salmon index -t transcripts.fa -i transcripts.index
    
    # quantify transcript abundances
    mkdir salmon
    for f in fastq/*_1.fastq.gz; do
      s=`echo $f | rev | cut -f1 -d"/" | rev | cut -f1 -d "_"`;
      if [ ! -s star/$s/quant.sf ]; then
        salmon quant -p 1 -l IU -i ref/transcripts.index -1 <(zcat fastq/${s}_1.fastq.gz) -2 <(zcat fastq/${s}_2.fastq.gz) -o salmon/$s
      fi; 
    done; date
    

    You have to specify library type correctly (-l). You can read more about LIBTYPE (-l)

    You can explore output of Salmon ie. `less salmon/SRR1048059/quant.sf`. 

    Call differentially expressed genes

    Run cuffdiff

    # enter star or tophat output directory
    cd star
    
    # create output dir for cuffdiff
    mkdir cuffdiff
    
    # run cuffdiff with 2 conditions, 3 replicas each
    cuffdiff -p1 -o cuffdiff/all -L light,dark ../ref/ref.gtf SRR1048058.bam,SRR1048059.bam,SRR1048060.bam SRR1048061.bam,SRR1048062.bam,SRR1048063.bam

    Run cuffdiff second time, ignoring one sample (SRR1048058)

    # run cuffdiff with 2 conditions, but now ignoring 1 replica from light samples
    cuffdiff -p1 -o cuffdiff/five -L light,dark ../ref/ref.gtf SRR1048059.bam,SRR1048060.bam SRR1048061.bam,SRR1048062.bam,SRR1048063.bam

    Explore cuffdiff output files

    • .count_tracking Number of fragments (reads) per gene / transcript / CDS etc. per sample
    • .fpkm_tracking Normalised expression (FPKM) per gene / transcript / CDS etc. per sample
    • .read_group_tracking expression (FPKM) per gene / transcript / CDS etc. per replica per sample
    • .diff Differential expression tests between samples for genes / transcripts / CDS

    FPKM = fragments (reads) per kilobase of exon per million fragments mapped;

    Data analysis and visualisation

    Start R and load cummeRbund

    cd cuffdiff
    R
    library(cummeRbund)

    Load cuffdiff results directory

    cuff_data <- readCufflinks("all")
    cuff_data
    genes(cuff_data) # how many genes
    isoforms(cuff_data) # how many transcripts
    CDS(cuff_data) # how many coding sequences
    TSS(cuff_data) # how many transcription start sites

    Generate density plot, scatter plot and clustering dendrogram

    csDensity(genes(cuff_data))
    csScatter(genes(cuff_data), "dark", "light", smooth=T)
    csDendro(genes(cuff_data), replicates=T)   # sample clustering

     

    Dispersion plot

    dispersionPlot(genes(cuff_data))
    csBoxplot(genes(cuff_data), replicates=T)
    csScatterMatrix(genes(cuff_data))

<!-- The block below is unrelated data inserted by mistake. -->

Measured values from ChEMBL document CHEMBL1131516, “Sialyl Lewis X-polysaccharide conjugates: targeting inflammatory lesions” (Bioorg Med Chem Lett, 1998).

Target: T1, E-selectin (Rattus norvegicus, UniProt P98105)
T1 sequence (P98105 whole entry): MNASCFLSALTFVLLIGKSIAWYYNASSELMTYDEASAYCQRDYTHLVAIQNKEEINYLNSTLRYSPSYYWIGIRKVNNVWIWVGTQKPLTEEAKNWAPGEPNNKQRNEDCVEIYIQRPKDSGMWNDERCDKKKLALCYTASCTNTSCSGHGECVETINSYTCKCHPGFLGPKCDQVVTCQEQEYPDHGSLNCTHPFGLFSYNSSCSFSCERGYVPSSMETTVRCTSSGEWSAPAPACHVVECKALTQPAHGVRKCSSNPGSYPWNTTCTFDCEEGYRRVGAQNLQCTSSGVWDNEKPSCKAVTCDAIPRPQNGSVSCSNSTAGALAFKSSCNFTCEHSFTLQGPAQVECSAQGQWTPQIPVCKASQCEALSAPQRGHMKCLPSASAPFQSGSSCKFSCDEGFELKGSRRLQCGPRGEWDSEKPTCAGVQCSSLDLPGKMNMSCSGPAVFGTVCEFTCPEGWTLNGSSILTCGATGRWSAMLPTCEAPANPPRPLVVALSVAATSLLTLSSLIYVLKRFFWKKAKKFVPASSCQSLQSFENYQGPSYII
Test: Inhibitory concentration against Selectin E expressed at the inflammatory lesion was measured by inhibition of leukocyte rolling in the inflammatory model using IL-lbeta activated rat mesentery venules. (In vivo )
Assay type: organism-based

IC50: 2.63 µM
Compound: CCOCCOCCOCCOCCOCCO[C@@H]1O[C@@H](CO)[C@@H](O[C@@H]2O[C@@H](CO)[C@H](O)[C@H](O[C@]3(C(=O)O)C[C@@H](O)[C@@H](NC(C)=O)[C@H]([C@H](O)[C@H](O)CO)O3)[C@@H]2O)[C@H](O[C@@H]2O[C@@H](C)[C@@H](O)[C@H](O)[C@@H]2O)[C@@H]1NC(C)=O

Dimensionality reduction: PCA and MDS

    PCAplot(genes(cuff_data), "PC1", "PC2")
    MDSplot(genes(cuff_data), replicates=T)
    

    Have you spotted an outlier? Any idea why it appeared?
     

    Get expression bar plot for selected gene ie. clock3 (ENSDARG00000003631)

    mygene <- getGene(cuff_data, "clock3") # select gene
    expressionBarplot(mygene) # get gene expression
    expressionBarplot(isoforms(mygene)) # get expression of its isoforms

     

    Get differentially expressed genes

    gene.diff.data <- diffData(genes(cuff_data))
    sig.genes <- subset(gene.diff.data, significant == "yes") # differentially expressed genes
    geneIdList <- sig.genes$gene_id # names of diff. expressed genes
    length(geneIdList) # how many diff. expressed genes

    Store transcripts differentially regulated at FDR < 0.05

    isoforms_diff = diffData(isoforms(cuff_data))
    isoforms_sig = isoforms_diff[ isoforms_diff$q_value < 0.05, ] # differentially expressed transcripts
    write.table(isoforms_sig$isoform_id, file="cuffdiff.fdr_05.tsv", sep='\t', quote = FALSE, col.names = FALSE, row.names = FALSE)

    Check if given gene is differentially expressed

    "ENSDARG00000003631" %in% geneIdList  
    

    Generate heatmap

    sig.genes.data <- getGenes(cuff_data, geneIdList)
    csHeatmap(sig.genes.data, clustering="both")

    Expression barplot for ten genes

    sig.genes10 <- getGenes(cuff_data, geneIdList[1:10])
    expressionBarplot(sig.genes10)

    Volcano plot

    csVolcano(genes(cuff_data), 'dark', 'light')

    If you wish to store any of the figures, just execute:

    dev.copy(png, 'image.png'); dev.off() # as PNG
    dev.copy(svg, 'image.svg'); dev.off() # as SVG

     

    Detecting novel transcripts

    We will use reads previously mapped by tophat2.

    Run guided transcripts detection using cufflinks

    cd star
    cufflinks -p 1 -o cufflinks --GTF-guide ../ref/ref.gtf SR*.bam

    Compare with reference annotation

    1. Run IGV
    2. Select appropriate reference
    3. Load Cufflinks transcripts // File > Load file >  cufflinks/transcripts.gtf
    4. Load BAM file(s) // File > Load file > *.bam
    5. Zoom in some region with genes
    6. Compare original annotation and cufflinks transcripts
      1. Can you spot any new transcripts?
    7. Save current view // File > Save image
    8. Save session // File > Save session

    You can explore two more tools from cufflinks:

    • cuffmerge      \\ merges multiple GTF annotations
    • cuffcompare   \\ compares multiple GTF annotations
    lpryszcz Tue, 08/02/2016 - 18:33
    slides
    rnaseq.pdf4.96 MB

    NGS alignments visualisation aka working with SAM & BAM

    NGS alignments visualisation aka working with SAM & BAM

    NGS alignments visualisation

    Text (samtools)

    NGS alignements are stored in SAM format (typically in compressed form, called BAM). Samtools is a suite of programs for interacting with NGS data stored in SAM/BAM. 

    ###
    # samtools
    cd samtools
    gunzip SRR1048061.sam.gz